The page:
[isabelle] Isabelle/Isar beginner questions on proofs by induction



Hello,

I am trying to gain an initial understanding of both Isabelle/HOL
and the Isar structured proof language. My main sources are the
Isabelle/HOL tutorial and Markus Wenzel's PhD thesis. I have some
questions about proofs by induction.

I have been trying to write a few simple proofs about simply-typed
lambda-calculus. Here is a typical statement, a substitution lemma:

  lemma substitution:
    assumes p: "(env1, e1, t1) : judgments"
    assumes q: "(env2, e2, t2) : judgments"
    assumes e: "ALL y. y ~= x --> env1 y = env2 y"
    assumes f: "env1 x = t2"
    shows      "(env2, subst x e2 e1, t1) : judgments"

(For reference, I include the definitions that lead up to this lemma
at the end of this message.) (For simplicity, my environments are
total functions from variable names to types.)

If I try to attack a proof of this statement by saying

  using p proof (induct)

then Isabelle presents me with new subgoals that are plain wrong.
The first of these, for instance, is 

  1. !!env xa. (env2, subst x e2 (EVar xa), env xa) : judgments

I can understand how these subgoals appear. The induction principle for
judgments (judgments.induct) involves a schematic variable ?P that must
satisfy the equation

  ?P env1 e1 t1 = ((env2, subst x e2 e1, t1) : judgments)

(This equation is obtained by considering the fact p and the statement's final
"shows" clause. The facts q, e, and f are apparently ignored in this process.)
This leads to the candidate

  ?P = %env1 e1 t1. ((env2, subst x e2 e1, t1) : judgments)

which is inappropriate.

My questions are,

 * how should I reformulate the statement (or the proof) so that appropriate
   sub-goals arise? should I explicitly provide a value for the variable ?P in
   the proof script? or should I modify the statement so that the hypotheses q,
   e, and f are moved into the shows clause, using explicit implications?

 * the Isabelle tutorial suggests that this kind of induction
   requires a strengthened statement, typically making use of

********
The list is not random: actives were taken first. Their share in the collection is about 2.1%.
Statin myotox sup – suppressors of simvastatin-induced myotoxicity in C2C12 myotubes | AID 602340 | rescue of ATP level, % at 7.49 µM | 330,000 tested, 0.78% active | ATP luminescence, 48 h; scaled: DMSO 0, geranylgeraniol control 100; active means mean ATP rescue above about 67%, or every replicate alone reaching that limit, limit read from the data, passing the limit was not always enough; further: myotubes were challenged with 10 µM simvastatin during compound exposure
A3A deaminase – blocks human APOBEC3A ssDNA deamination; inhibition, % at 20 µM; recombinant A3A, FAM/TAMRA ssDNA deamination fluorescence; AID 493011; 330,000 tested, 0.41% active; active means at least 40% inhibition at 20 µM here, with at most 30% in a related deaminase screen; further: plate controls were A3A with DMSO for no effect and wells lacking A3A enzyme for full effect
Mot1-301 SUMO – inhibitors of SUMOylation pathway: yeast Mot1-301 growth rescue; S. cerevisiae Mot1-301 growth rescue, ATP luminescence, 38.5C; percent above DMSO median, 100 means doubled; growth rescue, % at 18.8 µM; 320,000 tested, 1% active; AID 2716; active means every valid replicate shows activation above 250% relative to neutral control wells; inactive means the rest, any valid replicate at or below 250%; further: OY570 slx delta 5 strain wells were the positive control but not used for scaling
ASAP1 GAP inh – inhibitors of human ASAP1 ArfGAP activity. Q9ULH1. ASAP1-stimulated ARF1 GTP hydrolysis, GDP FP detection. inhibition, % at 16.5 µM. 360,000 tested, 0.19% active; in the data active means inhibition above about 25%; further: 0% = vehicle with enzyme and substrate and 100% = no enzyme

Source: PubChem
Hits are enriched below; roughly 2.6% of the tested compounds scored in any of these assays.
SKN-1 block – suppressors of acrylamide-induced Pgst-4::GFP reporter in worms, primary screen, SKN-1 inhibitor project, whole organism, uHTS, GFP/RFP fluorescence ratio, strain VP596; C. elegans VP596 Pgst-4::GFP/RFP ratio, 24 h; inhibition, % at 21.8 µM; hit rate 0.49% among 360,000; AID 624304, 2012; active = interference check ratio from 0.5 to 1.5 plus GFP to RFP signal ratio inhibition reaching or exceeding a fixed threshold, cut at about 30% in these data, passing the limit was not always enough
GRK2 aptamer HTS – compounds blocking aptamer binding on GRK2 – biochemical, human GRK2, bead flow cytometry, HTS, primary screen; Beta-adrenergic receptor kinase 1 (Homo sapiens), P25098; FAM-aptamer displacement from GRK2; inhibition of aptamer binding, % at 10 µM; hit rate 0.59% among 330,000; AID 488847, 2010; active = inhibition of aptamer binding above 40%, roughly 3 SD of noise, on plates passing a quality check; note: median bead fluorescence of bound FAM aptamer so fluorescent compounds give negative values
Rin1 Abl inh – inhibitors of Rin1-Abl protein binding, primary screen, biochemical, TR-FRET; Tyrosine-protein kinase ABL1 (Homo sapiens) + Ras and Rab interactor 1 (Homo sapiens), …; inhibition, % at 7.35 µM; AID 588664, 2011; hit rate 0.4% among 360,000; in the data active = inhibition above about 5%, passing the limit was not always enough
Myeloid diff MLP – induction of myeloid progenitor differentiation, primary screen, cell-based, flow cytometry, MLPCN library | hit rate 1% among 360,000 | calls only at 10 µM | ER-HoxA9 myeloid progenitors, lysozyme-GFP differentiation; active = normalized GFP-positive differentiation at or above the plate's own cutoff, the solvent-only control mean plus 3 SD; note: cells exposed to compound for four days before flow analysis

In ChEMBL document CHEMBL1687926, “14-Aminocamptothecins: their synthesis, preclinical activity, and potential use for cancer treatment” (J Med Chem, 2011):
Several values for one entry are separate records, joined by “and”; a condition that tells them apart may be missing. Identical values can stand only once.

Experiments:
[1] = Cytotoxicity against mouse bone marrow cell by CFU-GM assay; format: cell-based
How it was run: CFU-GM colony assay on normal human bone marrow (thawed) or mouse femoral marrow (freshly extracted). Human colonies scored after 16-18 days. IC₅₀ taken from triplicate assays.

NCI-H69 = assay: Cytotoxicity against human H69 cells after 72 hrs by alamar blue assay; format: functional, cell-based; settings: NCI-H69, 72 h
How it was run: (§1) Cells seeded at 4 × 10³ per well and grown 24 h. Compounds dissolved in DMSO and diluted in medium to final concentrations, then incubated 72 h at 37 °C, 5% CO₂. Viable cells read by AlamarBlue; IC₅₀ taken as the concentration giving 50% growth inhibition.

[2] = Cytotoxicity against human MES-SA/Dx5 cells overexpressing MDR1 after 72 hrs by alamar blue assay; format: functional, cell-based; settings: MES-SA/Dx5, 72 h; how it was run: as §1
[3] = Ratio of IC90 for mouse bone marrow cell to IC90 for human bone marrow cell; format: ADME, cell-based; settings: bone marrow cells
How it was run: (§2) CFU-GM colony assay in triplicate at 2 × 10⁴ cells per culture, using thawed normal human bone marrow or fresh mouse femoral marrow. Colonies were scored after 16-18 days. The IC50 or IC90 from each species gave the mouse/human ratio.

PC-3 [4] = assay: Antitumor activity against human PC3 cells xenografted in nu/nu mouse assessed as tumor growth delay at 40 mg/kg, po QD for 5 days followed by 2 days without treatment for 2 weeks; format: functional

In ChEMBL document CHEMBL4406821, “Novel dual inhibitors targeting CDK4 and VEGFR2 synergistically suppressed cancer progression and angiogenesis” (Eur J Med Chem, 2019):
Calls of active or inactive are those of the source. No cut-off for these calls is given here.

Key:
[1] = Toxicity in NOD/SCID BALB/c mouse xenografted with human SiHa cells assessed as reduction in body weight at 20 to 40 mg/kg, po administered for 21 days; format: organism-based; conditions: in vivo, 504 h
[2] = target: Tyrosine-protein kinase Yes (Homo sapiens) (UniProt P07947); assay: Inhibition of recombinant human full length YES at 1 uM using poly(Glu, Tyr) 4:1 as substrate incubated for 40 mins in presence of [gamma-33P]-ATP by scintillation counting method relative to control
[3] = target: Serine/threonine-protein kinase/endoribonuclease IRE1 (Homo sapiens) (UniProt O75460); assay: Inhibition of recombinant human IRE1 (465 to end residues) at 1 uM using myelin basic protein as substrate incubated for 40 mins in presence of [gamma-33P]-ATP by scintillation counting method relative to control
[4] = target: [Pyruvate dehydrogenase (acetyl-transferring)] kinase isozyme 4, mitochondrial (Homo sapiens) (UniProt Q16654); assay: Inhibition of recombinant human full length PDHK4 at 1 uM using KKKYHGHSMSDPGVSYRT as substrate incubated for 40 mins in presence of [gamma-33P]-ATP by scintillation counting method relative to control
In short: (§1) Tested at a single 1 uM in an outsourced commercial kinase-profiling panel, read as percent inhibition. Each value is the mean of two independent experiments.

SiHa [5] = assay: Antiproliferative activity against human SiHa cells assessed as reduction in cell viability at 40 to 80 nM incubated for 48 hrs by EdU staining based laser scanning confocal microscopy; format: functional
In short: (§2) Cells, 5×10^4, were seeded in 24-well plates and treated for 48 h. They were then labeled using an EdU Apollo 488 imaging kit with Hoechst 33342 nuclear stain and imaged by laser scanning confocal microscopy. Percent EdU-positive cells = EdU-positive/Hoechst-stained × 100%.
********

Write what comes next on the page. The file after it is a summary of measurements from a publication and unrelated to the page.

the object-level quantifiers ALL and -->. However, Wenzel's
   thesis suggests that this is no longer necessary in Isabelle/Isar,
   and that it is possible to stick with the meta-level quantifiers
   !! and ==>. What's the final word?

I will of course continue to explore on my own, but any help would be warmly
welcome. Pointers to Isabelle/Isar developments that perform proofs by
induction with multiple hypotheses or multiple parameters, like above, would
also be very interesting to me.

Best regards,

--
François Pottier
Francois.Pottier at inria.fr

theory Lambda = Main:

types
  name = nat

datatype lambda =
  EVar name
| EAbs name lambda
| EApp lambda lambda

datatype type =
  TBase name
| TArrow type type

consts
  judgments :: "((name => type) * lambda * type) set"

inductive judgments
  intros
    JVar: "(env, EVar x, env x) : judgments"
    JAbs: "(env(x := t1), e, t2) : judgments ==>
           (env, EAbs x e, TArrow t1 t2) : judgments"
    JApp: "(env, e1, TArrow t1 t2) : judgments ==>
           (env, e2, t1) : judgments ==>
           (env, EApp e1 e2, t2) : judgments"

consts
  subst :: "name => lambda => lambda => lambda"

primrec
"subst x e (EVar y) = (if x = y then e else EVar y)"
"subst x e (EAbs y e1) = (if x = y then EAbs y e1 else EAbs y (subst x e e1))"
"subst x e (EApp e1 e2) = EApp (subst x e e1) (subst x e e2)"

lemma substitution:
  assumes p: "(env1, e1, t1) : judgments"
  assumes q: "(env2, e2, t2) : judgments"
  assumes e: "ALL y. y ~= x --> env1 y = env2 y"
  shows      "(env2, subst x e2 e1, t1) : judgments"





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